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We’ve got a leak of the European Commission's copyright plan

Read it here. Geoblocking falls off the cart

The European Commission has pedalled back from making radical changes to Europe’s copyright regulations, according to a leaked version of its draft Copyright Framework seen by The Register. It’s a draft that isn’t due until 9 December.

The Commission rules out creating a new copyright title - “one title to rule them all” - which was never realistically going to happen anyway - and the contentious word “geoblocking” doesn’t appear once. Instead the Commission recommends making a few tweaks to encourage the “portability” of content across borders.

Much of the rest is cautious, with the Commission vowing to “provide clarity” on several issues, and in one case, “promote a reflection”. It’s a far cry from the early days of the current European Commission, when Vice Commissioner Andrus Ansip entered office vowing to end the ability of producers to enforce price discrimination across national markets using “geoblocking”. Ansip had been unable to watch Estonian TV in Brussels, and even singled out the BBC for failing to provide continental Europe with the full iPlayer catalogue - even though they don’t pay the UK Licence Fee.

By June Ansip was looking to save face; the EU’s own gigantic survey of Europeans showed only 8 per cent had tried to access cross border content, and half of those had succeeded, and had no complaints. By September, even Ansip’s allies in tech, telcomms and “civil society” had deserted him.

The draft Framework reflects further retreat: it’s now more about carrots than sticks.

“The financing of new productions in the audiovisual sector relies largely on territorial licensing combined with territorial exclusivity granted to individual distributors or service providers. This is considered necessary by the audiovisual industry preserve sustainable financing, but can prevent service providers and distributors from providing ‘portability’ of services beyond one Member State or from responding to requests from other Member States.”

So it will “promote” a new pan-European search engine for finding legal content: a “European aggregator of online search … destined to end users (online indexation of available legal offers) and of national search tools as well as promote more efficient funding, for, and use of, subtitling and dubbing supported by public funds.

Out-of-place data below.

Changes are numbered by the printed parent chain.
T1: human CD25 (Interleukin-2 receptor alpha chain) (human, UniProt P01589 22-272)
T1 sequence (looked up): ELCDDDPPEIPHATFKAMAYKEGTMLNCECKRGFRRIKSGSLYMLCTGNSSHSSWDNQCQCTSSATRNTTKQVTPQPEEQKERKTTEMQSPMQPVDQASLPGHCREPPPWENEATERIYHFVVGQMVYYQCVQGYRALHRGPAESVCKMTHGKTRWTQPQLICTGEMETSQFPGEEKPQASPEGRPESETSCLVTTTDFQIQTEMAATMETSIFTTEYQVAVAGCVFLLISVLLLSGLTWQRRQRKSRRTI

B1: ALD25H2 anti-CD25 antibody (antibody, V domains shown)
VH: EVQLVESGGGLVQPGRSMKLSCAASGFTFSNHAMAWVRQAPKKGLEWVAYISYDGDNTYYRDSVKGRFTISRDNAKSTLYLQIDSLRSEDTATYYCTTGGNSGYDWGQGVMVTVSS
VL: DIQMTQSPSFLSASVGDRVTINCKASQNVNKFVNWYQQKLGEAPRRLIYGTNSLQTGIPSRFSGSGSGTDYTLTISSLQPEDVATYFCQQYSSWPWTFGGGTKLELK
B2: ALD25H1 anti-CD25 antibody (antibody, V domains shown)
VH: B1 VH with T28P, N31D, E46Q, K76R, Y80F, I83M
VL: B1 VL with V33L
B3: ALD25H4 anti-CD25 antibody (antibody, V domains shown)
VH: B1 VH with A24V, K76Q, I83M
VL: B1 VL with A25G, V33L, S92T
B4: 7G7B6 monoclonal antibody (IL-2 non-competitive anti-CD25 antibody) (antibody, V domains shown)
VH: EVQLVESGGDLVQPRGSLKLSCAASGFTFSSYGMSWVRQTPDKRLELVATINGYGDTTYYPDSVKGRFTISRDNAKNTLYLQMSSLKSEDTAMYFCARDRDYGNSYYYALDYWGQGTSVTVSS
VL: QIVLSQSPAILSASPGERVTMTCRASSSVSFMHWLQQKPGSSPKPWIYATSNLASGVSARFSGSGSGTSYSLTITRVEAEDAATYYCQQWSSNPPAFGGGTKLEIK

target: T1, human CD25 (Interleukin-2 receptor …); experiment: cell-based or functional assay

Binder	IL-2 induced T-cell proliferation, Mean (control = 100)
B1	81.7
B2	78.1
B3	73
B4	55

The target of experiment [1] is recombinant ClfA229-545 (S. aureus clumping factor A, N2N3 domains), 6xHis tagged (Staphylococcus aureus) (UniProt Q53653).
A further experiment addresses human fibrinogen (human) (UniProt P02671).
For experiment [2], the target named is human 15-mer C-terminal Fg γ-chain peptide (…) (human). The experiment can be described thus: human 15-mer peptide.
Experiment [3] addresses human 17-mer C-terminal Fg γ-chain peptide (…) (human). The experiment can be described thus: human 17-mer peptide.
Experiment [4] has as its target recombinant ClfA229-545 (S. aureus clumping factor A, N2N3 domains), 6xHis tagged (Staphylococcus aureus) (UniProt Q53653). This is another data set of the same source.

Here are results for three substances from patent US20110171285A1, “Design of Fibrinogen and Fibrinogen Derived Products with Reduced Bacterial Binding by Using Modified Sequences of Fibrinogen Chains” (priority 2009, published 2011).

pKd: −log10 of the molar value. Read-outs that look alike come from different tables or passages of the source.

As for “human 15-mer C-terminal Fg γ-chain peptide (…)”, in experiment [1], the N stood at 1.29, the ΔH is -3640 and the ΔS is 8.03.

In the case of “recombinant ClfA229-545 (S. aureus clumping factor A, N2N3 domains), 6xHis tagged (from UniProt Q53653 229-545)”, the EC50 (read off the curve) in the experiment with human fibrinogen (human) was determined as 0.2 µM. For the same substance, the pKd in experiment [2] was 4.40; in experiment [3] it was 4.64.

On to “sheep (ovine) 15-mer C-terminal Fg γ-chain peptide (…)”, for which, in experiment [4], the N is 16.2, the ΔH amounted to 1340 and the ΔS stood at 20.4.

The Commission suggests “supporting rights holders and distributors to reach agreement on licenses” using mediation or dispute resolution, and wants to promote out-of-print works.

It also vows to “intensify its dialog with the audiovisual industry”, which by all accounts has been pretty intense already this year, “to promote legal offers and the discoverability and fundability of films (in its new partnership with national film funds) to find ways for a more sustained exploitation of existing European films”. Better databases and identifiers would also help, the Commission helps.

The Commission gently promises to reassess copyright exceptions so they don’t hamper “online courses and cross border learning”, and easing text and data mining - but these are aspirations, rather than clear statements of intent. It isn’t clear (because the Commission doesn’t say) whether commercial data mining without permission should become the norm, which is something Google wants. It hopes to table legislation on data mining by “spring 2016” limited to “public interest research organisations” for “content they have lawful access to”. Begging the question - why can’t they take out a licence?

The Commission does stress that any changes to copyright must pass the “three step test” enshrined in the Berne Treaty in 1886, and adopted as a kind of “Hippocratic Oath” of copyright reform: thou shalt do no harm.

There’s a vague nod to revisit the issues of "making available", and "communication to the public", areas the activist European Court has been keen to decide, as it considers Brussels too slow.

Several significant areas are not covered, because they’ve been spun out as exercises in their own right. Cross border copyright enforcement is the subject of a separate assessment due in autumn 2016, while a related platforms consultation - dealing with Silicon Valley’s giant tech plantations - is also underway. This will examine whether the major platforms can distort the market by extracting an unfair advantage from current loopholes in the law.

Rightsholders large and small have a fruitless and costly job in making sure a “takedown” of unlicensed material results in a “stay down”, as often the material is reposted again, and the platform turns off its (otherwise effective) filtering software.

It makes a nod to the creators themselves: “fair remuneration of authors and performs… can be particularly affected by differences in bargaining power when licensing or transferring their rights to publishers and producers”.

As for a “one title to rule them all”, promised in the Lisbon Treaty and reiterated in the 2011 "Reflection Document" - this just ain’t happening, the Commission says. “Full harmonisation of copyright in the EU, in the form of a single copyright code and a single copyright title, would require substantial changes in the way our rules work today. Areas that have so far been left to the discretion of national legislators would have to be harmonised.”

It would also need a single copyright “court” the Commission says, gloomily. And take forever to implement...

Europe has had many copyright consultations and reviews, with Michel Barnier's 2013 to 2014 the most recent. It was leaked as a draft but never published, largely because Google Neelie Kroes didn't like it. ®

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